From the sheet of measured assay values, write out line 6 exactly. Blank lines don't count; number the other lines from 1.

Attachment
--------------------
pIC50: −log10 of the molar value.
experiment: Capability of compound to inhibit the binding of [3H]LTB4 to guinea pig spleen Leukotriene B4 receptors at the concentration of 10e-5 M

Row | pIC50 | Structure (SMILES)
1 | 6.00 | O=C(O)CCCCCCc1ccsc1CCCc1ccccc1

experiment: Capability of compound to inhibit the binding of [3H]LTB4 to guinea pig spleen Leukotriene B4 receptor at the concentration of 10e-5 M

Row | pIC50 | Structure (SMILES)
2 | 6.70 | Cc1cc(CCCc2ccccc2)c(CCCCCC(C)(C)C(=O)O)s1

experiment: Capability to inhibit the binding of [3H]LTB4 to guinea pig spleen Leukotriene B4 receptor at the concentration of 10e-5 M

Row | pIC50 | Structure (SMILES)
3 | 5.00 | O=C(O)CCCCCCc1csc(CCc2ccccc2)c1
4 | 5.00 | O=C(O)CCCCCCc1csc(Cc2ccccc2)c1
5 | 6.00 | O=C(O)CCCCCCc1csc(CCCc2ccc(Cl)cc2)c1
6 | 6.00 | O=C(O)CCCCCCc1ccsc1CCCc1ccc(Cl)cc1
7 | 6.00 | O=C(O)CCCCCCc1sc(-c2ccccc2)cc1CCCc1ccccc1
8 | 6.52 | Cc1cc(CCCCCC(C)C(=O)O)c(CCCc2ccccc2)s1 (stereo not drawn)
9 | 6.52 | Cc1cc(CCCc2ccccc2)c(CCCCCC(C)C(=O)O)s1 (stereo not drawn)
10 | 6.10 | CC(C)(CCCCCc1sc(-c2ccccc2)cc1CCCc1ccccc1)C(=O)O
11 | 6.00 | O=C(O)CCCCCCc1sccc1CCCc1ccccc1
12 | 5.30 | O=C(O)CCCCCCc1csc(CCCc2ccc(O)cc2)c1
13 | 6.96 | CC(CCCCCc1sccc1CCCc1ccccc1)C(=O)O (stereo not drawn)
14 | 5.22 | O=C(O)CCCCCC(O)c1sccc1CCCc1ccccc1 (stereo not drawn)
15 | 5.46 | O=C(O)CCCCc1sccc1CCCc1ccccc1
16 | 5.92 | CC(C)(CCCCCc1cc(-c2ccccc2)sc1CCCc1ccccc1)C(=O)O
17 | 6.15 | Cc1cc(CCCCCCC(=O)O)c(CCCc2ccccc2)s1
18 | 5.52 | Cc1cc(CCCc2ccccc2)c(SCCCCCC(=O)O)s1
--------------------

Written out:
Row | pIC50 | Structure (SMILES)